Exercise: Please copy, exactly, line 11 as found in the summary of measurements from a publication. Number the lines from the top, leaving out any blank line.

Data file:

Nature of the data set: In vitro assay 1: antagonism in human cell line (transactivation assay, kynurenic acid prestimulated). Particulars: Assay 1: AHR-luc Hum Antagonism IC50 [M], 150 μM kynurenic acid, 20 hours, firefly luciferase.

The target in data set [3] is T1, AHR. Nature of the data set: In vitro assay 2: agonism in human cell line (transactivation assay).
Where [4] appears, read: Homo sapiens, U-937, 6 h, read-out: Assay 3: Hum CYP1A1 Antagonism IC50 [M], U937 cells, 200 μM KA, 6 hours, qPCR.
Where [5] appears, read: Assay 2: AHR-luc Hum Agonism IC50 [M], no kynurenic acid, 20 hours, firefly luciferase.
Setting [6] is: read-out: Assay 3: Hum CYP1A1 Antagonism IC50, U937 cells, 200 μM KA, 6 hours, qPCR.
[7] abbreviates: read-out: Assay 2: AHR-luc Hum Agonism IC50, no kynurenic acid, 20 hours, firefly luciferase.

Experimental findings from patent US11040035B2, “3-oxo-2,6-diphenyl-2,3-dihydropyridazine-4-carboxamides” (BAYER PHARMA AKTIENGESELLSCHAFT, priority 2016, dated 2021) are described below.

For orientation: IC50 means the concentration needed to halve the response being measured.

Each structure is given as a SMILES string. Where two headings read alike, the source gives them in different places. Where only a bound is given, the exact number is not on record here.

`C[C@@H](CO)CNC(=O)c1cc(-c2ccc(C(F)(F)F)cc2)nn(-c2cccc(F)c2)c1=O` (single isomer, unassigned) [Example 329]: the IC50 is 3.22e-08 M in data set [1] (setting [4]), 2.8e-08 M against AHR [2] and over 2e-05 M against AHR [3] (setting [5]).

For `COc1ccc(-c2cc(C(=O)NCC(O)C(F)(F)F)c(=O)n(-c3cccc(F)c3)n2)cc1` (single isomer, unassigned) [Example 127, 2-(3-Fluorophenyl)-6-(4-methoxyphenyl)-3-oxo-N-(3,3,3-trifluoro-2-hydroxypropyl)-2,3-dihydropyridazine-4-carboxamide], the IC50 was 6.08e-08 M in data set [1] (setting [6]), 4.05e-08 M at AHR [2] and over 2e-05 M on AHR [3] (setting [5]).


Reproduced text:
For `COc1ccc(-c2cc(C(=O)NCC(O)C(F)(F)F)c(=O)n(-c3cccc(F)c3)n2)cc1` (single isomer, unassigned) [Example 127, 2-(3-Fluorophenyl)-6-(4-methoxyphenyl)-3-oxo-N-(3,3,3-trifluoro-2-hydroxypropyl)-2,3-dihydropyridazine-4-carboxamide], the IC50 was 6.08e-08 M in data set [1] (setting [6]), 4.05e-08 M at AHR [2] and over 2e-05 M on AHR [3] (setting [5]).